ESD protection should be worn whenever handling items sensitive to electrostatic discharge. Complication often arises when a glove requires both clean use and safe levels of surface resistance. Manufacturing processes often produce residues such as NVRs (non-volatile residues) that impede electrical conductivity. Meanwhile, dedicated ESD fabrics are often not viable for cleanroom use, as they tend to shed particulates at a much higher rate than latex, nitrile, or vinyl gloves. The proper ESD cleanroom glove selection often requires a process of elimination depending on the process. Here, we’ll provide a synopsis of glove performance for cleanrooms. (See PDF)
How Does Cleaning a Glove Impact It’s ESD Properties?
Contaminants generally make a glove more electrically conductive by increasing the mobility of ions on the surface. High-humidity with significant moisture content also increases conductivity. Glove cleaning can unknowingly remove a significant degree of ESD protection.
Vinyl or Latex? The Ideal Cleanroom ESD Glove?
A clean glove with the proper ESD protection is often difficult to find. Test results indicate that most low-residue gloves with proper cleanliness for a cleanroom also show insulative characteristics. While vinyl gloves often show the most favorable static prevention properties, they should avoid cleanrooms because of high NVR (non-volatile-residue). Studies show that increased levels of NVR associate with a decrease in surface resistance. The alternatives indicate that nitrile provides a great combination of static dissipation compared to vinyl or latex.
Can I Use Cloth Gloves in an ESD Protected Cleanroom?
While cloth gloves provide adequate static dissipation, a cloth glove is prone to shedding. Materials that shed particulates, especially in the immediate vicinity to sensitive processes should not be used in a cleanroom environment.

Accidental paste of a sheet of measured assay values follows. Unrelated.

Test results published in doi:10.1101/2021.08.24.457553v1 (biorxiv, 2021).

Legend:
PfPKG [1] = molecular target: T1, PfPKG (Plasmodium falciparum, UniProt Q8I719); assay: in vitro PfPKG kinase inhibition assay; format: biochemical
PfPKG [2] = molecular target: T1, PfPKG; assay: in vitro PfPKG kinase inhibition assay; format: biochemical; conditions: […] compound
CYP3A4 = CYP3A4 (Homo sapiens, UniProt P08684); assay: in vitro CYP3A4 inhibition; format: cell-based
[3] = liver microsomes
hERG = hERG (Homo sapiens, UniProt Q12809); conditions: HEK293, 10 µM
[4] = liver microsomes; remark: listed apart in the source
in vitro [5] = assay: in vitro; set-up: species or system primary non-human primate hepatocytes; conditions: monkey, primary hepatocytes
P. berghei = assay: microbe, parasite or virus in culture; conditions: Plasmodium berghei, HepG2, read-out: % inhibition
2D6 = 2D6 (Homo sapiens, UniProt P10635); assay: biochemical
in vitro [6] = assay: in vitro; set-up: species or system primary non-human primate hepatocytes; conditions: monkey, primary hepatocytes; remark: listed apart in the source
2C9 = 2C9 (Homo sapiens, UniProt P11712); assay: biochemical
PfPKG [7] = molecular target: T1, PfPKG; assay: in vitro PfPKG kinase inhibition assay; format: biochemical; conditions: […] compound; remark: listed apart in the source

However, these contaminants make the glove material more electrically conductive by increasing ion mobility on the surface, especially at higher humidity where there is more water available for adsorption. Therefore, by cleaning the glove, the manufacturer (perhaps unknowingly) removes a significant element of the ESD protection.
The Ideal Cleanroom ESD Glove?
The ideal “ESD clean” glove is chemically bonded with an additive integrated into its base polymer, referred to as ‘inherently dissipative’ materials. The surface materials provide a clean outer surface, while internal materials maintain proper electrical conductivity. Future technology may support pliable and soft dissipative polymers in the future, but today a clean nitrile glove is most common for cleanroom use.
Vinyl gloves provide ideal electrical resistance, its NVR values ordinarily exceed that of products found in a cleanroom. Therefore, a clean, nitrile glove is the most common recommendation. A high-quality, latex-free glove manufactured for ESD handling is important. This ensures that resistivity remains stable from batch to batch.
All of our ESD gloves and ESD cleanroom gloves provide a selection from hand-picked manufacturers. Like any glove, the ideal option depends on many factors: temperature, operator risk, product sensitivity, dexterity, and more. Each of our ESD gloves is hand-picked from top manufacturers. Each shipment maintains tight tolerances with minimal deviation in physical or electrical properties.
Our customers regularly test our cleanroom gloves for surface resistivity as part of their ESD control programs. During field testing, the resistivity failure rate of a high-quality ESD nitrile glove is extremely rare. We’ve never fielded any reports of a nitrile glove failing ESD testing requirements with proper use and storage. In the case you need help selecting the right glove for your use, we have a number of static control experts on staff to answer any questions. Contact us every business day by phone, email, or web chat via our online store and we’ll get back to you within 24 hours.